Thursday, February 23, 2006

In [modified] defense of Anthropomorphism

Pale Male and Lola in close proximity - Jan 8, 2006
Photo by Lincoln Karim

Interesting letter from a reader reacting to John Blakeman's recent comments:

As a scientific observer, John Blakeman has some obvious and well appreciated strengths. Your readers, myself included, through his comments which you’ve regularly posted on your site, have been able to greatly enhance their knowledge of RTH’s. I’ll have to say though, that his vigilant efforts to keep your readers from muddying the waters of scientific objectivity by ever attempting to dissuade them away from finding behavioral traits in common between hawks and humans can sometimes be amusing.
In the Sunday, February 19th post, for example, after going on in some detail to dismiss the validity of the word "like" in any connection with the bird’s relationship, emphasising the importance of the word "mate" in its place, he notes how the birds hang out together all year round, declining to view each other as intruders into the nesting territory once the reproduction phase has concluded for the year.

Then Blakeman says; "Can we see how non-mammalian, how non-human this arrangement is?". Speaking for myself, I’d have to say respectfully, "Well no Mr Blakeman, No we can’t see this". In fact, the arrangement he describes has so much in common with how many human couples conduct their relationships, it could be said to be identical in some respects to that of humans.

It seems obvious why RTH’s wouldn’t want to establish a practice resembling the human social ritual of smoking jackets, cocktail dresses and martinis with out-of-towners. Outsider hawk presence seems to stem only from an interest in moving in on a territorially established pairs' good thing. They’ve got to work too hard to be coming over just to visit. Hawks confronted by outsiders, seem to have this figured out while in many instances, humans' behavior demonstrates they have not.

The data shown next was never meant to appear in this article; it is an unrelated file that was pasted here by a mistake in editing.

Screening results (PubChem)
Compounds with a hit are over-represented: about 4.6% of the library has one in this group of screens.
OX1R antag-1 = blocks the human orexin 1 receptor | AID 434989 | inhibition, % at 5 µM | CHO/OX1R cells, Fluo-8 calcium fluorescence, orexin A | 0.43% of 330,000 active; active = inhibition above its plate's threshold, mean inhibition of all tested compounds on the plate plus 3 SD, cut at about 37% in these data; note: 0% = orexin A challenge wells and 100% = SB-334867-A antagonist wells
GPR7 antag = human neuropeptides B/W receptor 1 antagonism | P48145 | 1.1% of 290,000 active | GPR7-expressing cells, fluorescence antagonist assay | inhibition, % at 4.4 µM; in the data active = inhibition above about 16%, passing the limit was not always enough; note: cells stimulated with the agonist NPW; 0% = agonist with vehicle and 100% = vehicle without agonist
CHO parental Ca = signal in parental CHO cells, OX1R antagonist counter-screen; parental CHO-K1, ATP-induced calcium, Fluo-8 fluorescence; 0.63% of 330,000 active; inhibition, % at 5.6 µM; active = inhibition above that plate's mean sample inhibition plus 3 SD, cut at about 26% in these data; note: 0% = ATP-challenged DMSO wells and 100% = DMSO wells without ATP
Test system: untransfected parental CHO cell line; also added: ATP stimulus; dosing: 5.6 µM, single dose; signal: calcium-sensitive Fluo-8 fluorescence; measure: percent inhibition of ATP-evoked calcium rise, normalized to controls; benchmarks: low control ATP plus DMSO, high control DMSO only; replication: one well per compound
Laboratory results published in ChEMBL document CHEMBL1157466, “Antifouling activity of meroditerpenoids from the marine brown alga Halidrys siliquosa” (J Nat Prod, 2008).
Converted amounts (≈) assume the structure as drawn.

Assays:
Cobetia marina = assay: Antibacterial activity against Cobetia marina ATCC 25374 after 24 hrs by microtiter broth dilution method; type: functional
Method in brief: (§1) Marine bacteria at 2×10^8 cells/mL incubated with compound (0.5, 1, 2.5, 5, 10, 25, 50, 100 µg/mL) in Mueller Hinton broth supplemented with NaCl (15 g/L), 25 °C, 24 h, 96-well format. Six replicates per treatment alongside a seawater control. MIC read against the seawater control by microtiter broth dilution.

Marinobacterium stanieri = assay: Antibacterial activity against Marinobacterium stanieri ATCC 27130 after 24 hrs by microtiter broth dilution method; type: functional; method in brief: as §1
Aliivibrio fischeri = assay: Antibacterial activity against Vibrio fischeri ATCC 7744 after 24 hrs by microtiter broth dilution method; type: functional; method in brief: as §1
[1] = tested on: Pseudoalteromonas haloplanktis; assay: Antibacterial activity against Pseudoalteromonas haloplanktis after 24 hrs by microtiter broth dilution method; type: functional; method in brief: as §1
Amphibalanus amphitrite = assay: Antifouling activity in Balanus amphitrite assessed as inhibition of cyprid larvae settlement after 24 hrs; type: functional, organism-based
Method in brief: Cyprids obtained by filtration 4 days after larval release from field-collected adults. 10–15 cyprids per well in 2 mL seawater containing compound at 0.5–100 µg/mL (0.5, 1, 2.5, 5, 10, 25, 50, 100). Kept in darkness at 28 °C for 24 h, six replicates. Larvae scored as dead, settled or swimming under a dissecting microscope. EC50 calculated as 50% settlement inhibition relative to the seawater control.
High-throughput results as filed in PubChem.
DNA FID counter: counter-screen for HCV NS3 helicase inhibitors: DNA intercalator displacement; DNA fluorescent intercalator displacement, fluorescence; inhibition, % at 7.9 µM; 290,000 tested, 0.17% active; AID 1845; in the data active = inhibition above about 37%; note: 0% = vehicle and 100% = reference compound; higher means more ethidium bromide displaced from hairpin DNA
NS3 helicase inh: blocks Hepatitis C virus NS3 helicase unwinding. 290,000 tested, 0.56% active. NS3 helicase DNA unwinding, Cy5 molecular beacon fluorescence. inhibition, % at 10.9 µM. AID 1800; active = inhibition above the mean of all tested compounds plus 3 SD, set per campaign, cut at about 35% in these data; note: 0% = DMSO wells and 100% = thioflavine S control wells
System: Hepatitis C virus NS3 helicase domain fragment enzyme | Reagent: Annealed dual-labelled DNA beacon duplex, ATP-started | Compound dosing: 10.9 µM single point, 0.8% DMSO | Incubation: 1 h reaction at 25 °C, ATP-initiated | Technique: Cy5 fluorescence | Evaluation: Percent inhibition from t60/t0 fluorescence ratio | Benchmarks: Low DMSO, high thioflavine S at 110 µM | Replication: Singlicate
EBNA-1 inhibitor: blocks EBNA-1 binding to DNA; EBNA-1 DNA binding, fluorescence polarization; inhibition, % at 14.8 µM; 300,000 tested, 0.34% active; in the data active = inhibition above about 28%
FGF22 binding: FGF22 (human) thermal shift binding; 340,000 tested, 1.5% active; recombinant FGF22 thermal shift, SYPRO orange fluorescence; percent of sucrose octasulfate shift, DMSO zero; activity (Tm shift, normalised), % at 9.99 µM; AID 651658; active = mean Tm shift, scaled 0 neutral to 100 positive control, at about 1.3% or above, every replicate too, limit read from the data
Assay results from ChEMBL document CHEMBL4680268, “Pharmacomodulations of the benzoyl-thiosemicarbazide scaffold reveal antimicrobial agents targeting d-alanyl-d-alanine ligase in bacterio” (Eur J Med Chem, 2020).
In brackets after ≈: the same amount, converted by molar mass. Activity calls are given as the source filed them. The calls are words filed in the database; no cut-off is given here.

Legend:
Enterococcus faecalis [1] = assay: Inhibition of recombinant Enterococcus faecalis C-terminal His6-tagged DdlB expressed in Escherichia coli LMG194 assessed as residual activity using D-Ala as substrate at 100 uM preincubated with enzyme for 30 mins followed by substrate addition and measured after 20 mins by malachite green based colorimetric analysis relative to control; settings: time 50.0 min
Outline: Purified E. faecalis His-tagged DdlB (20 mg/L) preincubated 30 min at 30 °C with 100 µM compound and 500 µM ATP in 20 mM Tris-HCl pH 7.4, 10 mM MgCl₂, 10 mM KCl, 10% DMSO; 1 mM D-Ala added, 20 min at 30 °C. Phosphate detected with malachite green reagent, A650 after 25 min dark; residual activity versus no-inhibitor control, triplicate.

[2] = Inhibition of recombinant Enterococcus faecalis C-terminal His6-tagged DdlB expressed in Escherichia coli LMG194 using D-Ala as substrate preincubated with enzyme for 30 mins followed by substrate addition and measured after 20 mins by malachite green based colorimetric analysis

Blakeman’s insistence on the idea that RTH pairs' close proximity to each other in their territory has absolutely nothing in common with human relationships seems extreme. They have a big territory, after all, and good eyesight. If they really had no interest in each other beyond cyclical mating, why would they ever have occasion to come any closer than 50 to 100 feet of each other? The watchers seem to find them sitting next to each other often.

Just by noting Blakeman’s own observations about RTH behavior, and the nature of humans and other animals in general, it seems wrong to presume the complete absence of affection or other emotion between the two hawks. Hawks and other animals shouldn’t be portrayed to children and gullible people as humans in animal bodies. On the other hand, it’s ridiculous to outright dismiss the existence of certain kinds of experience in species with whom we are unable to directly communicate as a means of confirming or denying the presence of that experience.

Darrell A. Tuffli